Midwives and the community at large have gotten behind the scholarship program; funds have already reached the $100,000 mark. One midwife even cycled right around Australia raising money.

A percentage of the proceeds from every copy sold of Baby Care, a book penned by Lipsett, also goes into the trust.

“People see this as a real way of helping to Close the Gap,” Lipsett says.

The first half-dozen scholarships were awarded in 2012; another six were given out last year. One student living south of Alice Springs used hers to purchase a much-needed laptop.

Lipsett’s first experience with the need for a tailored approach to care came from her midwifery training at Broken Hill, when the typical procedures were left aside for a 16-year-old Indigenous girl in advanced labour, in favour of what the senior supervising sister believed to be the best approach at the time.

When the sister asked her what she learned that day, Lipsett answered, “I guess what I learned today, sister, was there’s no one right way.”

“[The sister] said, ‘Don’t ever forget it.’ And I never did,” Lipsett says.

Raelene Ward, registered nurse

Raelene Ward is bringing her knowledge from her role as a registered nurse and work on a suicide prevention project to research that she is undertaking at the University of Southern Queensland.

“I had been in community control and nursing for a long time and you feel there comes a time in your life where you can’t contribute anymore and research is another direction that I have chosen to help my people and communities,” Ward says.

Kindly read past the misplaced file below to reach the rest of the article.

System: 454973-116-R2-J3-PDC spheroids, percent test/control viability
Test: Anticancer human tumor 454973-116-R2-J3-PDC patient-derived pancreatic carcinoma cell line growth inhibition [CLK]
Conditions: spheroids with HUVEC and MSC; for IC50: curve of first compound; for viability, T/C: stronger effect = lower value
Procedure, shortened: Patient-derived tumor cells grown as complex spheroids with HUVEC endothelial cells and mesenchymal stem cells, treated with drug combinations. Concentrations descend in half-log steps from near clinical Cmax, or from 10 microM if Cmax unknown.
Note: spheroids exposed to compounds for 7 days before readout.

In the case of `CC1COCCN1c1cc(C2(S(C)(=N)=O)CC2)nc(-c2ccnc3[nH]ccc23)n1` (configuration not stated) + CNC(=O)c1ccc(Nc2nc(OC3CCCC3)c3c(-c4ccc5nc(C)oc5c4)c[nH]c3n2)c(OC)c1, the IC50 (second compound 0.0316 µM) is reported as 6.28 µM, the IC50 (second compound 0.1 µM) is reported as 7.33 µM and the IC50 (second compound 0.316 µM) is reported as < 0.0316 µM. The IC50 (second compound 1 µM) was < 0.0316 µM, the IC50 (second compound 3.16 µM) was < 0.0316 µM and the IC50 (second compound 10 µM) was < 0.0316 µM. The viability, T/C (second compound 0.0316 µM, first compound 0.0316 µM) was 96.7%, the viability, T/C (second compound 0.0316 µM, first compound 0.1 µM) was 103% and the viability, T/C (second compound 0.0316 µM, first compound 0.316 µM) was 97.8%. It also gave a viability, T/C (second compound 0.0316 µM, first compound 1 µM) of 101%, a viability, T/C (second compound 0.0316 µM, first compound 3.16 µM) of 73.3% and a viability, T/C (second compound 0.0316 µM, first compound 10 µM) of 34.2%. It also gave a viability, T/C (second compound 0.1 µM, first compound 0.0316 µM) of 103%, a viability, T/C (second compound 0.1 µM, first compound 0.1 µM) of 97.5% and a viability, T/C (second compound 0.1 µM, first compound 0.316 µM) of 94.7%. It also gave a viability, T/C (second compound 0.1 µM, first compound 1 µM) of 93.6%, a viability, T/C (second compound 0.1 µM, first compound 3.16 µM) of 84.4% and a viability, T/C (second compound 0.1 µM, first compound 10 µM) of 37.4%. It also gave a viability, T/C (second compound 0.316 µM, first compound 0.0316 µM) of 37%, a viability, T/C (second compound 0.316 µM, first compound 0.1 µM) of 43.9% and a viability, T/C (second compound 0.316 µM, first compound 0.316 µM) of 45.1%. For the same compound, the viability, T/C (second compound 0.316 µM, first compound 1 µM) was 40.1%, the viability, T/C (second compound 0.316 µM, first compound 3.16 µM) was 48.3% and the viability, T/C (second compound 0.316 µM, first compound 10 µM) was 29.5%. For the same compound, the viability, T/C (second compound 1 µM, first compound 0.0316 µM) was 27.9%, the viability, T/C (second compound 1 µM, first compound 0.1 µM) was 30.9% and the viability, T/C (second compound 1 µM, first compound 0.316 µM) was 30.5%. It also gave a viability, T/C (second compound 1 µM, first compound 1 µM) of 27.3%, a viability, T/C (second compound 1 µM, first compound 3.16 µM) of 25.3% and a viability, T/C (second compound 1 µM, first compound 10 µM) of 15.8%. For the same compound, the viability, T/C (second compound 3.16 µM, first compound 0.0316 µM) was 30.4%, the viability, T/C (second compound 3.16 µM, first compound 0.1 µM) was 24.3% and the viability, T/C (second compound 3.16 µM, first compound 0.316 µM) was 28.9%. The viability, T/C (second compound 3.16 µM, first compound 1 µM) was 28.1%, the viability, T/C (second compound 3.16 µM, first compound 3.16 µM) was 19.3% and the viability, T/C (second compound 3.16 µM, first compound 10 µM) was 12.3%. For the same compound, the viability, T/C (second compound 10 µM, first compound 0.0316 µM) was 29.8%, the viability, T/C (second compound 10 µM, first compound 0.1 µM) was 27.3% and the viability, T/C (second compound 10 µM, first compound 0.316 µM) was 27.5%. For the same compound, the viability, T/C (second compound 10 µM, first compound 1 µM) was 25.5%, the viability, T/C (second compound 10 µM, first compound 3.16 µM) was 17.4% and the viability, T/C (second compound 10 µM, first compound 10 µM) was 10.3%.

The aim is to better understand suicide within Aboriginal communities in the south-western part of Queensland and across Toowoomba and Darling Downs.

“I would like to understand what suicide means to Aboriginal people,” Ward says, adding the project is about understanding the historical and contemporary perspectives of each community.

She says suicide is an immense problem for Indigenous people and self-harm in these communities is complicated by factors such as trans-generational transmissions of violence, de-colonisation and racism.

Previously, Ward co-ordinated a suicide prevention project, working across four Queensland communities. The work focused on knowledge sharing and establishing health education tools to engage communities on a long-term basis, allowing them to become resilient.

It was established that the services were difficult to get to and racism and discrimination were regularly experienced when they were accessed.

Ward was born in Cunnamulla. Her interest in suicide came from being exposed to communities where living standards and other factors are different to the wider population, which has implications for mental and general health.

She is also working on projects in the areas of men’s mental health and suicide prevention in younger Indigenous people.

For her work, Ward received Suicide Prevention Australia’s 2009 ‘LIFE Award’ in the Indigenous category.

Ward has previously worked as a registered nurse within the community control sector. Her role focused on the closing the gap in immunisations and ensuring that Indigenous people had better access to specialist services.